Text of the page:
In all casesthe workbook, the lab manual and the computer exerciseswe needed moregradation in the level of difficulty because of the very differing skill levels of our students.

    5. INTERIM SOLUTIONS

    5.1. Computer programmeTo create our own grammar exercises we used CALLGEN,2 a shareware exercise generator.This software was shareware and only required the ability to use a word processor (WordPerfectin this case) and the learning of a few codes. CALLGEN ran under DOS (now a Windows ver-sion is available) on very simple equipment. The program makes it easy to design exercises butprovides relatively sophisticated tools such as instant error analysis and instant feedback oninput, coaching through the use of hints and help keys, branching, multiple exercises types, anda flexible and versatile screen design.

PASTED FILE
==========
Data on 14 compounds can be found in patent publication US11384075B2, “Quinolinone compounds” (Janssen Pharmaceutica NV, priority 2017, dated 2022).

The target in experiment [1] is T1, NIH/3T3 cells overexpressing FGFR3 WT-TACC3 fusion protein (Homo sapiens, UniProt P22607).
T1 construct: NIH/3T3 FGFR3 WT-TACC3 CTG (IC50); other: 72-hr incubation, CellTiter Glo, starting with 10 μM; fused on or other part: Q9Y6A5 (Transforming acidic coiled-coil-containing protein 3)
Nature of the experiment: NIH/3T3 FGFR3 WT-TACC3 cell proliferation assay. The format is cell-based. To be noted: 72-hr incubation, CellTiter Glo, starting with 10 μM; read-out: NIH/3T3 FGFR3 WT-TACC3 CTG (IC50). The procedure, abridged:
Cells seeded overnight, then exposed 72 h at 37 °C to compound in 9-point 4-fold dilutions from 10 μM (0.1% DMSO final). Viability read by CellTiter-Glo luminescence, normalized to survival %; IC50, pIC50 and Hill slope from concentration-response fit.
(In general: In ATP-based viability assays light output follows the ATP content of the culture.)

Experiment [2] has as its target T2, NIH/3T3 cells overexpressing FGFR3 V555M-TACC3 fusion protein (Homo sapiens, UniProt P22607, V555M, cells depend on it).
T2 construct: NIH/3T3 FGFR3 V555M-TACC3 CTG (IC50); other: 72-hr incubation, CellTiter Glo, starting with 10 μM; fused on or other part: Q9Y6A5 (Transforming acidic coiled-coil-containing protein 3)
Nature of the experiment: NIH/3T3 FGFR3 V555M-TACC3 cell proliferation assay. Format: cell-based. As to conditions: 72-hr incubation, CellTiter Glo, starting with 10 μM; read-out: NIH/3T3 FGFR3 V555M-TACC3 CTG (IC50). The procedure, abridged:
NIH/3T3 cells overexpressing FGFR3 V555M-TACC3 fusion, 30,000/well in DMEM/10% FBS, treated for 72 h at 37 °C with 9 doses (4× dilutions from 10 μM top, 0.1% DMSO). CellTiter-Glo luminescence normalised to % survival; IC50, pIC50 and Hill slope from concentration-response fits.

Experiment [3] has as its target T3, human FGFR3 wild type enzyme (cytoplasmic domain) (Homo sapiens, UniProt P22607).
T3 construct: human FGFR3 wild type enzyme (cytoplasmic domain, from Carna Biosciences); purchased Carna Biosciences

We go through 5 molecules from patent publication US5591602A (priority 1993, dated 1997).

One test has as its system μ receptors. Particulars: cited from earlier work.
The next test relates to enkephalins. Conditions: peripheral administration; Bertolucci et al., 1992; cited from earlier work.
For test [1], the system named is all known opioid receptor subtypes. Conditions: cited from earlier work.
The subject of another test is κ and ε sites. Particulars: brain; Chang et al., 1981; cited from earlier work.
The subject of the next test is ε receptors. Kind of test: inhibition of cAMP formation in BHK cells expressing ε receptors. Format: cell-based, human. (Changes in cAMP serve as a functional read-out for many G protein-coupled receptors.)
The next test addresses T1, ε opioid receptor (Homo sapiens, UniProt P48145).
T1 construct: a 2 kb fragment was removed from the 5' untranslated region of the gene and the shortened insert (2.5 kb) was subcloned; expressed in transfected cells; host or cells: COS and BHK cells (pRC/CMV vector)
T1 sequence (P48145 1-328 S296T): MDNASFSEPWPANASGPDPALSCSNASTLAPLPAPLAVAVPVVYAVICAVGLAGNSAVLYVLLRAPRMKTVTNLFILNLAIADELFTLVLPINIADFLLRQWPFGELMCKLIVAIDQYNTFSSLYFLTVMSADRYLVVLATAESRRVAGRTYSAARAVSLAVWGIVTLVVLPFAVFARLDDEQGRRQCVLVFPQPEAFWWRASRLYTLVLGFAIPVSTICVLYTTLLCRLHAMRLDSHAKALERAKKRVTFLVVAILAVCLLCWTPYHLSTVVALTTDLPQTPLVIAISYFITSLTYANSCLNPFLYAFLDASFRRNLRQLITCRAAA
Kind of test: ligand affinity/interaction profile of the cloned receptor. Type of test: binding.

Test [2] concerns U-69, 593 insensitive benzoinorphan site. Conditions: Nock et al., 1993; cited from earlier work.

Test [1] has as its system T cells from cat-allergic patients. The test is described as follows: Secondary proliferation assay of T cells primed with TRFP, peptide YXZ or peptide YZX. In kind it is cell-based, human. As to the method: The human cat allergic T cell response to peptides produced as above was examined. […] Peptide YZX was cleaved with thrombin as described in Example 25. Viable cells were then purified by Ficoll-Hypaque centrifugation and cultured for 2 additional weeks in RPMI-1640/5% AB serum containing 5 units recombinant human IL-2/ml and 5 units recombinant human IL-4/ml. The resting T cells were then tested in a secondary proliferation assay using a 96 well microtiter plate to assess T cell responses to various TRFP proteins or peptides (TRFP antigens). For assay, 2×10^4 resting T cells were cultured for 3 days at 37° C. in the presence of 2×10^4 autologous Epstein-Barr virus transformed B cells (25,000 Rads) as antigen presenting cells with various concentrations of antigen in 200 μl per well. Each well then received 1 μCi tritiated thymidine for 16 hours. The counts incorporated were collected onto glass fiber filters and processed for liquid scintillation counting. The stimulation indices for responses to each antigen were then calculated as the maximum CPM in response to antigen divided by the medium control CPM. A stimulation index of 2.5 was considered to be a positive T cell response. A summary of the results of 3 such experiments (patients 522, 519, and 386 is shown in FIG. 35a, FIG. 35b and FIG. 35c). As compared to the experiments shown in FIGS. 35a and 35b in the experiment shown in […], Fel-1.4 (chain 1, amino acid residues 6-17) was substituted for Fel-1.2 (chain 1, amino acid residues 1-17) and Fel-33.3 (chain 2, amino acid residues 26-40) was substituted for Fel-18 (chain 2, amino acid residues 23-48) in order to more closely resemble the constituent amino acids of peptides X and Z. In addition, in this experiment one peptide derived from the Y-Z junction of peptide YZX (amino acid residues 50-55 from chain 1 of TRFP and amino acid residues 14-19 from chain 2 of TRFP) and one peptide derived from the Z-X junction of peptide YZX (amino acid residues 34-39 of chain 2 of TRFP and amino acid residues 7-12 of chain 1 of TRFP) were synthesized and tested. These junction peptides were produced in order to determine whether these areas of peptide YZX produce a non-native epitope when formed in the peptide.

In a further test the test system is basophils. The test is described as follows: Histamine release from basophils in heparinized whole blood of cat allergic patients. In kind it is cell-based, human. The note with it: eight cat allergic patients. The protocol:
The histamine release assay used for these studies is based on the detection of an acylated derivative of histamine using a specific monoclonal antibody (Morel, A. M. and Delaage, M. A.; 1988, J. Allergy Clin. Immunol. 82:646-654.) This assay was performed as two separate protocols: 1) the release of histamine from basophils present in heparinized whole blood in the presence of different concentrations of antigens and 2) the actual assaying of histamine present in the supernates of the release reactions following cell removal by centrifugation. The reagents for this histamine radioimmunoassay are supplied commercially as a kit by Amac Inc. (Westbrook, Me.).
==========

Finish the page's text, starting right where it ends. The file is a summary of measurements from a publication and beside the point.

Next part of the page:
The initial exercises were produced with relative ease by A. Purvis after a short period ofpractice with the software. They were put on the network as they were created, and feedbackwas solicited from the students and colleagues. Based on the student feedback and suggestionsby colleagues, changes were made in the exercises and further tested.

    The next year, in the audio cassette lab, we replaced the commercial lab workbook with ourown word-processed manual. Our French assistants recordedstill on audio cassettea seriesof comprehension texts and dictations. The texts were all excerpted with permission from theQuebec magazines Chatelaine and lActualit and were closely integrated with the themes ofthe student text.